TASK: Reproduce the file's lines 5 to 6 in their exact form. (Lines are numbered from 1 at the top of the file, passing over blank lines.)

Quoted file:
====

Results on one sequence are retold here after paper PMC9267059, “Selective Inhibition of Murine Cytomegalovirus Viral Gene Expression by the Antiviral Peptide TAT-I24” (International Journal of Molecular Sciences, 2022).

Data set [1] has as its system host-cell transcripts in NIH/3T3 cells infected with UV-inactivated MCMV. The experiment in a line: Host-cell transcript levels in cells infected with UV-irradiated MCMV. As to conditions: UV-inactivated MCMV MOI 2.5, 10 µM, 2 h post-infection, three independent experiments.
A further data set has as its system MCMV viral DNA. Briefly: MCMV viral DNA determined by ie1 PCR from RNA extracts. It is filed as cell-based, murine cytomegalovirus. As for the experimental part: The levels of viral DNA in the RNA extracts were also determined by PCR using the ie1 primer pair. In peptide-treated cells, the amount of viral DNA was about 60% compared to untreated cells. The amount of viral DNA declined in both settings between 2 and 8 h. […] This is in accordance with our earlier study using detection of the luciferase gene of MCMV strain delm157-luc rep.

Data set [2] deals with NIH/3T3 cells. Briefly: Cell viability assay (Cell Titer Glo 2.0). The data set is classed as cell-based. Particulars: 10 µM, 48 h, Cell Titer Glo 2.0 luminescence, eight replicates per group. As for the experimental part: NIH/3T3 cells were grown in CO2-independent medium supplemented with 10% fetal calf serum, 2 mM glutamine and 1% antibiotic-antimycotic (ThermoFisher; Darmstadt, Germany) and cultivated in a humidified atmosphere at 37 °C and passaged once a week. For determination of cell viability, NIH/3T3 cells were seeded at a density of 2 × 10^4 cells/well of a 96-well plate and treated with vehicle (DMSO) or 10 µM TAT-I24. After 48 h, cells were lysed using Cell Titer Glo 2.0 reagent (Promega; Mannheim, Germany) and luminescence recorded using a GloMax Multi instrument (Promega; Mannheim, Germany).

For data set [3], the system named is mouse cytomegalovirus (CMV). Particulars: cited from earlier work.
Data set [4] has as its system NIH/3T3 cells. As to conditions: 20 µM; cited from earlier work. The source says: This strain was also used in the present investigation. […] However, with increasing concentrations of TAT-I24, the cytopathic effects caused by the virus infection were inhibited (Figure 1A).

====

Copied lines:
For data set [3], the system named is mouse cytomegalovirus (CMV). Particulars: cited from earlier work.
Data set [4] has as its system NIH/3T3 cells. As to conditions: 20 µM; cited from earlier work. The source says: This strain was also used in the present investigation. […] However, with increasing concentrations of TAT-I24, the cytopathic effects caused by the virus infection were inhibited (Figure 1A).